By Bud Conrad, Casey Research
The Federal Reserve recently announced important policy changes after its Federal Open Market Committee (FOMC) meeting. Here are the three most important takeaways, in its own words:
- The Committee decided today to keep the target range for the federal funds rate at 0 to 1/4 percent and currently anticipates that economic conditions – including low rates of resource utilization and a subdued outlook for inflation over the medium run – are likely to warrant exceptionally low levels for the federal funds rate at least through late 2014.
- The Committee judges that inflation at the rate of 2 percent, as measured by the annual change in the price index for personal consumption expenditures, is most consistent over the longer run with the Federal Reserve’s statutory mandate. In the most recent projections, FOMC participants’ estimates of the longer-run normal rate of unemployment had a central tendency of 5.2 percent to 6.0 percent.
- The Fed released FOMC participants’ target federal funds rate for the next few years.
The first item is the most important as it was not expected – and it had an immediate effect on markets. As seen in the chart below, gold spiked higher on the surprise news of extending the zero-rate policy through 2014.
The news prompted a similar jump in silver services:
Keeping rates low requires the Fed to print new money to buy Treasuries, so the dollar weakened against the euro, although the reaction wasn’t as big as in those in the gold and silver markets. This is partially due to the fact that the ECB is on its own campaign of printing money.
The promise to keep short-term rates low for a longer period also caused longer-term rates to fall slightly, as seen in the 10-year Treasury rate chart below, which fell from about 2.05% to 1.95 %, a relatively modest decline.
What Does This Say about the Fed’s Policy?
The most important action of the three was to extend the zero Fed funds rate to the end of 2014. This is a form of easing that could affect more rates than just short-term rates. Furthermore, there is a debate as to whether the action was the result of the Fed’s concern about the economy slipping back into recession. Or, this could also be a bullish sign for the economy and stock market, as the guaranteed low rates could increase investment to improve our economy. Zero rates drive investors to take on risks – such as buying stocks – to gain higher returns. As a result, this induces more investment toward riskier parts of the market, which might otherwise be underfunded. Though the Fed aims to stimulate the economy, we’re more likely to see a slip back into recession rather than see an effective Fed stimulus improving the economy.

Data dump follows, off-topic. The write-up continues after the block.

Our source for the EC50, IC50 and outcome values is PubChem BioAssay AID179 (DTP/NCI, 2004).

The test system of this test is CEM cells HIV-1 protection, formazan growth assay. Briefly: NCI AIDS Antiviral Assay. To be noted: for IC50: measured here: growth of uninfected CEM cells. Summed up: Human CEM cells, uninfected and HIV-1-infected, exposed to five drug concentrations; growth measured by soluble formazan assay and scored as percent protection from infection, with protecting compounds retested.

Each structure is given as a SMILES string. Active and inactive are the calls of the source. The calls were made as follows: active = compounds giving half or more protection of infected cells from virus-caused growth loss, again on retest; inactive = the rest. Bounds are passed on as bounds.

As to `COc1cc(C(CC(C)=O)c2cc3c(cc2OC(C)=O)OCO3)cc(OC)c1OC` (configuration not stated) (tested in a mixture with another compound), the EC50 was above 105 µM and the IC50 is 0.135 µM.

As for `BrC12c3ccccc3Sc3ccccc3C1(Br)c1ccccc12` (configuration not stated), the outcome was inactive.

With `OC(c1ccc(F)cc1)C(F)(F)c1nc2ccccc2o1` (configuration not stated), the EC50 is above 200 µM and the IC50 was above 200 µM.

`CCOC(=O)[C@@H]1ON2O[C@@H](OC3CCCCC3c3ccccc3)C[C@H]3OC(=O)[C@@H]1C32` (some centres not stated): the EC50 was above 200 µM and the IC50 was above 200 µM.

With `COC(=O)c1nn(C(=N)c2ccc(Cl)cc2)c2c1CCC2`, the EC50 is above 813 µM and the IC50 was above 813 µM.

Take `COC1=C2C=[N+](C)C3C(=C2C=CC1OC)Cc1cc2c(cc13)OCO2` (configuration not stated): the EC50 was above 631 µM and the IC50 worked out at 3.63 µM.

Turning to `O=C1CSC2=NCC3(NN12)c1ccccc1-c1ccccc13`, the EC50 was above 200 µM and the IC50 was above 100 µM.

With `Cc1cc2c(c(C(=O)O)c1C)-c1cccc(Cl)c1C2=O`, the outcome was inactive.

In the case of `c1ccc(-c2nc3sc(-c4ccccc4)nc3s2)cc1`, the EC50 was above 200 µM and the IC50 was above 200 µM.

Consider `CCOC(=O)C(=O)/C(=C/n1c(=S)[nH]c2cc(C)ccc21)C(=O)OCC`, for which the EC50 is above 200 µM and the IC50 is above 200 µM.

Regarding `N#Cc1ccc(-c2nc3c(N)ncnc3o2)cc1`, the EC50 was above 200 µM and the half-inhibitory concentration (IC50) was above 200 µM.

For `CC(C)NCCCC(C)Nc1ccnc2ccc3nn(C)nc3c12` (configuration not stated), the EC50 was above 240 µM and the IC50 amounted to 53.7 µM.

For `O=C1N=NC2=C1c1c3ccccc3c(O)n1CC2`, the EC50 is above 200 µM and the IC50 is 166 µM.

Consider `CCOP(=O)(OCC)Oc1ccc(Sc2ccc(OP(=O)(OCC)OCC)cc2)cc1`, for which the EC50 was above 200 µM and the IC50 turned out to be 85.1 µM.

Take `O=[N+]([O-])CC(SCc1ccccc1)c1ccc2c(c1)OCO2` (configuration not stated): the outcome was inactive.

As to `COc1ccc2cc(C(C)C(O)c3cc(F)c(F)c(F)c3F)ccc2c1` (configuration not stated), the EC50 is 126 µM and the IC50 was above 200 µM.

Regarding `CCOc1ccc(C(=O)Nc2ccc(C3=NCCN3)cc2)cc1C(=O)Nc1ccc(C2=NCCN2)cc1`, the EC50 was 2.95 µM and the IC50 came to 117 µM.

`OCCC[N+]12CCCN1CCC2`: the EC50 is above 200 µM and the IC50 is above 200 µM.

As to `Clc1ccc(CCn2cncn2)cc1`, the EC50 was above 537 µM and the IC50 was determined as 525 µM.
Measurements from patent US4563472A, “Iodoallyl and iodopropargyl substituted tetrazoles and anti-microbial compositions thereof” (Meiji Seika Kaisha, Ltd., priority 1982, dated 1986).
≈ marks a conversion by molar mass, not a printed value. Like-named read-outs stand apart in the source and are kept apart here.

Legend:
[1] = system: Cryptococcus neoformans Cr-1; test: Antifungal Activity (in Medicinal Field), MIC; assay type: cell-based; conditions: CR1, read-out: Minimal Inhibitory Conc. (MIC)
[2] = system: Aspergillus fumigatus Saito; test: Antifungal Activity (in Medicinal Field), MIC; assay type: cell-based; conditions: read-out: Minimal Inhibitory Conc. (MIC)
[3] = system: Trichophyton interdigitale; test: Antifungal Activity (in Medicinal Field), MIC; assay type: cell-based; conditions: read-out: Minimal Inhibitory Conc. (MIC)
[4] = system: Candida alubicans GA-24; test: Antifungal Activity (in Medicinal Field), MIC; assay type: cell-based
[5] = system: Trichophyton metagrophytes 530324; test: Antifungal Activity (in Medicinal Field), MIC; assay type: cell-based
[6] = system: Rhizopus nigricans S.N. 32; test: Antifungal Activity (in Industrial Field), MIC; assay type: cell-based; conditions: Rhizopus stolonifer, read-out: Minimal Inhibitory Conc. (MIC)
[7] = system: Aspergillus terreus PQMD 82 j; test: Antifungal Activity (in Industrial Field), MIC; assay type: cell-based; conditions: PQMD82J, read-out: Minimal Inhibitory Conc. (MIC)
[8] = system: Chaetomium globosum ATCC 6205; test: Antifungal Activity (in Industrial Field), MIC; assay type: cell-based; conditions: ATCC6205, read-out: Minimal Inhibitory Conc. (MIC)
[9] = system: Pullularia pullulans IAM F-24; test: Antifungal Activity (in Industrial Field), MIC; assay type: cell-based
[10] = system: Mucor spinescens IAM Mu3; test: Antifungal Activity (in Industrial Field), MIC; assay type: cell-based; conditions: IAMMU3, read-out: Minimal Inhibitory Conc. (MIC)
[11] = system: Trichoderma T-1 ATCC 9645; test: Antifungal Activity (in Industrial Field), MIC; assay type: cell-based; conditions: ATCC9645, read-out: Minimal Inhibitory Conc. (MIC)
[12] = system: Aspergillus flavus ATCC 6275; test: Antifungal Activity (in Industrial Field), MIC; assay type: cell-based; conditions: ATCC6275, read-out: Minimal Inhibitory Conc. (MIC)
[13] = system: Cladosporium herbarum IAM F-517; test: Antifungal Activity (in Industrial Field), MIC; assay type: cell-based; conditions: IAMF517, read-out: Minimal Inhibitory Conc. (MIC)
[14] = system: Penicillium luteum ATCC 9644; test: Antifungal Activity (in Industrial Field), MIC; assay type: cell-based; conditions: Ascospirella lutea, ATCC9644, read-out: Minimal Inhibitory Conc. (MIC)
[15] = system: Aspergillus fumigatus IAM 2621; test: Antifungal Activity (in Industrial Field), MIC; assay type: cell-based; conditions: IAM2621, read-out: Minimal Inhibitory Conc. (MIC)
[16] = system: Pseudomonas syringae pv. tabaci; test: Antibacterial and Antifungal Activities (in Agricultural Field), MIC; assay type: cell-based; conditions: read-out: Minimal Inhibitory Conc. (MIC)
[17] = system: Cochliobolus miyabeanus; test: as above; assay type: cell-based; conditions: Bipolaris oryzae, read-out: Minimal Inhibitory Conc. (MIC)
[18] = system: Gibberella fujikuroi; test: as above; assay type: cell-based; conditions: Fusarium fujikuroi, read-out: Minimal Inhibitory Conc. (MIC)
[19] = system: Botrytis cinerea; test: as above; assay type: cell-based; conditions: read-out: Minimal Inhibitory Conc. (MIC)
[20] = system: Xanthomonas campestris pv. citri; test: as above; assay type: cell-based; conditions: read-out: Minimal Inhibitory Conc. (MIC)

The press conference suggested that quantitative easing (QE) remains on the table. As a result, new targeted asset purchases by the Fed are likely in our future. These additional purchases with newly printed money could become inflationary. That is why gold shot higher and the dollar weakened in the short term.
Both the Fed and the ECB have decidedly less-hawkish members and leadership than just last year. Both have now moved toward more money printing to keep rates low. The chart of central bank balance sheet as a ratio to GDP shows that the central banks of the world are clearly “printing”: